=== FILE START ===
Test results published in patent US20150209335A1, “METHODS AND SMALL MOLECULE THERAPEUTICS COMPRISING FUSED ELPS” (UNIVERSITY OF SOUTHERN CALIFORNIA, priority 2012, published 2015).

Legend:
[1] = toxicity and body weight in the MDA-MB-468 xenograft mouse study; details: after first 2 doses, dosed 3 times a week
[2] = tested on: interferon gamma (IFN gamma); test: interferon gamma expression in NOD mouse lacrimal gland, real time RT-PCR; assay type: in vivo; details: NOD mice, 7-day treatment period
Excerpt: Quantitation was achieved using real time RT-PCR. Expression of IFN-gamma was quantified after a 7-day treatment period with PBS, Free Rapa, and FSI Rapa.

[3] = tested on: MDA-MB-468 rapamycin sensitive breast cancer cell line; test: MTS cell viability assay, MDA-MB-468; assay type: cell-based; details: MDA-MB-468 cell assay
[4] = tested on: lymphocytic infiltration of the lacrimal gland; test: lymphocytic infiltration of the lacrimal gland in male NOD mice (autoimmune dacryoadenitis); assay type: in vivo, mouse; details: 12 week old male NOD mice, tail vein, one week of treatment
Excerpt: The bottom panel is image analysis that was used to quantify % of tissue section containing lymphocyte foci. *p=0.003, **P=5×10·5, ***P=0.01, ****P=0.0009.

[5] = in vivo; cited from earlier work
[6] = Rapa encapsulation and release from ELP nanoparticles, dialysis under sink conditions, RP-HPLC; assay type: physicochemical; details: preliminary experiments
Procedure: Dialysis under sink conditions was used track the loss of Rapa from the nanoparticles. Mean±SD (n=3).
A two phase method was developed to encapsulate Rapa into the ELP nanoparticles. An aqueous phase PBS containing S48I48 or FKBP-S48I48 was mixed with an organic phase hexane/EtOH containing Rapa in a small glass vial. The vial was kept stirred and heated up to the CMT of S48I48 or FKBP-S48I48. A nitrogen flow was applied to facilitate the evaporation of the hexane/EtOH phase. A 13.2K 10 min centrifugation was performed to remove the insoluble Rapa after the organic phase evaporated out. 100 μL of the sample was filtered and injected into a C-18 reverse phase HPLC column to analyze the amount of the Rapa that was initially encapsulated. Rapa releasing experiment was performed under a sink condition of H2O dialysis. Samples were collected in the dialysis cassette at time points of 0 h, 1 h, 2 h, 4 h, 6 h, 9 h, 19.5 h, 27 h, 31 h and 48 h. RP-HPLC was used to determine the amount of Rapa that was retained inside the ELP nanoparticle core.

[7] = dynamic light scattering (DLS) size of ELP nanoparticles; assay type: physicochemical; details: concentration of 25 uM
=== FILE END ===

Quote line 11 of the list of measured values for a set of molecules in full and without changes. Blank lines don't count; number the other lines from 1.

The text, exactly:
Procedure: Dialysis under sink conditions was used track the loss of Rapa from the nanoparticles. Mean±SD (n=3).